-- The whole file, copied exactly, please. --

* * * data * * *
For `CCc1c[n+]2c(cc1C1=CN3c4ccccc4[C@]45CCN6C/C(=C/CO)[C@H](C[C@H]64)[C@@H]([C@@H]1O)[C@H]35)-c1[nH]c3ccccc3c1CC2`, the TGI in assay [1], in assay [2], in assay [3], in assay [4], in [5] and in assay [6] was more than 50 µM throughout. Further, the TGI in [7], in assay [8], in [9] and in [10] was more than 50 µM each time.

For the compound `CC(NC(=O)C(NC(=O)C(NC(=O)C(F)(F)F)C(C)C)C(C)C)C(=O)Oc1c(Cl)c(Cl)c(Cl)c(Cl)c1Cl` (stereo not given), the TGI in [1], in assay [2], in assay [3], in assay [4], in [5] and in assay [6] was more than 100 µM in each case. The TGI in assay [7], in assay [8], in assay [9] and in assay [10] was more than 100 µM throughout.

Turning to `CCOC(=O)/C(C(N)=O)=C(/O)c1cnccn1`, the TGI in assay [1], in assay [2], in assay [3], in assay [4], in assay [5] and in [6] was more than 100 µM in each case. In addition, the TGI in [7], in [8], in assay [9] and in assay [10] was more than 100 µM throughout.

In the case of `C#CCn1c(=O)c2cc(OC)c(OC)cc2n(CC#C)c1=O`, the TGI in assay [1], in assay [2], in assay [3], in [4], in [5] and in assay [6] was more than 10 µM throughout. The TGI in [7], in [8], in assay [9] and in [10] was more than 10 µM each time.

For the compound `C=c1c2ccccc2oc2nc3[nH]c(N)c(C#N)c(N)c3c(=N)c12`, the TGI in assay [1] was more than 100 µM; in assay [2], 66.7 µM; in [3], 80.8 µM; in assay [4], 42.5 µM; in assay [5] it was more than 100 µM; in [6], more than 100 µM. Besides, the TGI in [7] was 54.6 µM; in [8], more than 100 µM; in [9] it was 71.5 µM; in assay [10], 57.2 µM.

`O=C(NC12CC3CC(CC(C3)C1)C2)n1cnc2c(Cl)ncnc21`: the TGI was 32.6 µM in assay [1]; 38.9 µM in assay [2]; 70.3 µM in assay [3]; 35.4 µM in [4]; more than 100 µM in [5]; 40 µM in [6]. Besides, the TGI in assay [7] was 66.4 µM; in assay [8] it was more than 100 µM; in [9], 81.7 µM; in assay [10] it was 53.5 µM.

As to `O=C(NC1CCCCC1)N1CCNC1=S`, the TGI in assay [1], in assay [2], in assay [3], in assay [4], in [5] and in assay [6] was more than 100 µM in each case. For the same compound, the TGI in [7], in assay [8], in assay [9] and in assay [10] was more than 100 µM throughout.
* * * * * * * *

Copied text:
For `CCc1c[n+]2c(cc1C1=CN3c4ccccc4[C@]45CCN6C/C(=C/CO)[C@H](C[C@H]64)[C@@H]([C@@H]1O)[C@H]35)-c1[nH]c3ccccc3c1CC2`, the TGI in assay [1], in assay [2], in assay [3], in assay [4], in [5] and in assay [6] was more than 50 µM throughout. Further, the TGI in [7], in assay [8], in [9] and in [10] was more than 50 µM each time.

For the compound `CC(NC(=O)C(NC(=O)C(NC(=O)C(F)(F)F)C(C)C)C(C)C)C(=O)Oc1c(Cl)c(Cl)c(Cl)c(Cl)c1Cl` (stereo not given), the TGI in [1], in assay [2], in assay [3], in assay [4], in [5] and in assay [6] was more than 100 µM in each case. The TGI in assay [7], in assay [8], in assay [9] and in assay [10] was more than 100 µM throughout.

Turning to `CCOC(=O)/C(C(N)=O)=C(/O)c1cnccn1`, the TGI in assay [1], in assay [2], in assay [3], in assay [4], in assay [5] and in [6] was more than 100 µM in each case. In addition, the TGI in [7], in [8], in assay [9] and in assay [10] was more than 100 µM throughout.

In the case of `C#CCn1c(=O)c2cc(OC)c(OC)cc2n(CC#C)c1=O`, the TGI in assay [1], in assay [2], in assay [3], in [4], in [5] and in assay [6] was more than 10 µM throughout. The TGI in [7], in [8], in assay [9] and in [10] was more than 10 µM each time.

For the compound `C=c1c2ccccc2oc2nc3[nH]c(N)c(C#N)c(N)c3c(=N)c12`, the TGI in assay [1] was more than 100 µM; in assay [2], 66.7 µM; in [3], 80.8 µM; in assay [4], 42.5 µM; in assay [5] it was more than 100 µM; in [6], more than 100 µM. Besides, the TGI in [7] was 54.6 µM; in [8], more than 100 µM; in [9] it was 71.5 µM; in assay [10], 57.2 µM.

`O=C(NC12CC3CC(CC(C3)C1)C2)n1cnc2c(Cl)ncnc21`: the TGI was 32.6 µM in assay [1]; 38.9 µM in assay [2]; 70.3 µM in assay [3]; 35.4 µM in [4]; more than 100 µM in [5]; 40 µM in [6]. Besides, the TGI in assay [7] was 66.4 µM; in assay [8] it was more than 100 µM; in [9], 81.7 µM; in assay [10] it was 53.5 µM.

As to `O=C(NC1CCCCC1)N1CCNC1=S`, the TGI in assay [1], in assay [2], in assay [3], in assay [4], in [5] and in assay [6] was more than 100 µM in each case. For the same compound, the TGI in [7], in assay [8], in assay [9] and in assay [10] was more than 100 µM throughout.